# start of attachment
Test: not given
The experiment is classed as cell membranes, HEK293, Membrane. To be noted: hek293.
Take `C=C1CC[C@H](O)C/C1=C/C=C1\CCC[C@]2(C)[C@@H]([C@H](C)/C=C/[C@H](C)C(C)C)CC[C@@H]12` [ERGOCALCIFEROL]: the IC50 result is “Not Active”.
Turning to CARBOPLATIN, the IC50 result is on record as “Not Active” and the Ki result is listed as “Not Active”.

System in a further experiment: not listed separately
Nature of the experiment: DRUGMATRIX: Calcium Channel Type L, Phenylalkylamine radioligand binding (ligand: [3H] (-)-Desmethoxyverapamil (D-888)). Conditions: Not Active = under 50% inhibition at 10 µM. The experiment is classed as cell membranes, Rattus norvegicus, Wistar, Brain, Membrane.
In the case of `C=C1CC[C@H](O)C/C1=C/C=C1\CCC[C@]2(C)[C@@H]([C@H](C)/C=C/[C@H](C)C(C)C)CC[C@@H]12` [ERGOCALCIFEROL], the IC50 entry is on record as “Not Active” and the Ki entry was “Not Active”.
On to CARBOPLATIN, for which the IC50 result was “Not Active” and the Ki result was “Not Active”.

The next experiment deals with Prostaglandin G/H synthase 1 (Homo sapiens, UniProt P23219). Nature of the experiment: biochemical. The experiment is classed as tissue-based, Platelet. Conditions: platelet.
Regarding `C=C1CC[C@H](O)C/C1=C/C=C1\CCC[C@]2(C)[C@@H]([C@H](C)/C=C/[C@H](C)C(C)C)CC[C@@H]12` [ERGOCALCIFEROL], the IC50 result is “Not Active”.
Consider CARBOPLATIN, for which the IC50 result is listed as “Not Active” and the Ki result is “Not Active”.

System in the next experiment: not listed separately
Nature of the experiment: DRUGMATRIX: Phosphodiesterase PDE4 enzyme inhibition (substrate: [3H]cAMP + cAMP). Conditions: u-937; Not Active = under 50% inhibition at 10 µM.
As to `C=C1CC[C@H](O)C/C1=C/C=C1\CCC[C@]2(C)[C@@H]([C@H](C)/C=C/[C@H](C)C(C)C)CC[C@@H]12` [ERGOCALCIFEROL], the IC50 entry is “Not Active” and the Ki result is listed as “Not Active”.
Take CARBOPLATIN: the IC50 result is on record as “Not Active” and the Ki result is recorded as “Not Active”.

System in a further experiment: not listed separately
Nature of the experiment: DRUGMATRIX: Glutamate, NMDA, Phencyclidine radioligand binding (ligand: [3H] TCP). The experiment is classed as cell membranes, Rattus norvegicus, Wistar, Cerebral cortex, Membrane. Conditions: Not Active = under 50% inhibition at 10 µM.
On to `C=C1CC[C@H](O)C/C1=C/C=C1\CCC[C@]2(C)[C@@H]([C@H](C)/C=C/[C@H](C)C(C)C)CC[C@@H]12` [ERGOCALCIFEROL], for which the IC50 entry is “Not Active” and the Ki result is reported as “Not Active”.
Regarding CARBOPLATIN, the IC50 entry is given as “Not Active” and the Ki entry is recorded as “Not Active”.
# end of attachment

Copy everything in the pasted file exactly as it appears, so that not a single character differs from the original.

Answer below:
Test: not given
The experiment is classed as cell membranes, HEK293, Membrane. To be noted: hek293.
Take `C=C1CC[C@H](O)C/C1=C/C=C1\CCC[C@]2(C)[C@@H]([C@H](C)/C=C/[C@H](C)C(C)C)CC[C@@H]12` [ERGOCALCIFEROL]: the IC50 result is “Not Active”.
Turning to CARBOPLATIN, the IC50 result is on record as “Not Active” and the Ki result is listed as “Not Active”.

System in a further experiment: not listed separately
Nature of the experiment: DRUGMATRIX: Calcium Channel Type L, Phenylalkylamine radioligand binding (ligand: [3H] (-)-Desmethoxyverapamil (D-888)). Conditions: Not Active = under 50% inhibition at 10 µM. The experiment is classed as cell membranes, Rattus norvegicus, Wistar, Brain, Membrane.
In the case of `C=C1CC[C@H](O)C/C1=C/C=C1\CCC[C@]2(C)[C@@H]([C@H](C)/C=C/[C@H](C)C(C)C)CC[C@@H]12` [ERGOCALCIFEROL], the IC50 entry is on record as “Not Active” and the Ki entry was “Not Active”.
On to CARBOPLATIN, for which the IC50 result was “Not Active” and the Ki result was “Not Active”.

The next experiment deals with Prostaglandin G/H synthase 1 (Homo sapiens, UniProt P23219). Nature of the experiment: biochemical. The experiment is classed as tissue-based, Platelet. Conditions: platelet.
Regarding `C=C1CC[C@H](O)C/C1=C/C=C1\CCC[C@]2(C)[C@@H]([C@H](C)/C=C/[C@H](C)C(C)C)CC[C@@H]12` [ERGOCALCIFEROL], the IC50 result is “Not Active”.
Consider CARBOPLATIN, for which the IC50 result is listed as “Not Active” and the Ki result is “Not Active”.

System in the next experiment: not listed separately
Nature of the experiment: DRUGMATRIX: Phosphodiesterase PDE4 enzyme inhibition (substrate: [3H]cAMP + cAMP). Conditions: u-937; Not Active = under 50% inhibition at 10 µM.
As to `C=C1CC[C@H](O)C/C1=C/C=C1\CCC[C@]2(C)[C@@H]([C@H](C)/C=C/[C@H](C)C(C)C)CC[C@@H]12` [ERGOCALCIFEROL], the IC50 entry is “Not Active” and the Ki result is listed as “Not Active”.
Take CARBOPLATIN: the IC50 result is on record as “Not Active” and the Ki result is recorded as “Not Active”.

System in a further experiment: not listed separately
Nature of the experiment: DRUGMATRIX: Glutamate, NMDA, Phencyclidine radioligand binding (ligand: [3H] TCP). The experiment is classed as cell membranes, Rattus norvegicus, Wistar, Cerebral cortex, Membrane. Conditions: Not Active = under 50% inhibition at 10 µM.
On to `C=C1CC[C@H](O)C/C1=C/C=C1\CCC[C@]2(C)[C@@H]([C@H](C)/C=C/[C@H](C)C(C)C)CC[C@@H]12` [ERGOCALCIFEROL], for which the IC50 entry is “Not Active” and the Ki result is reported as “Not Active”.
Regarding CARBOPLATIN, the IC50 entry is given as “Not Active” and the Ki entry is recorded as “Not Active”.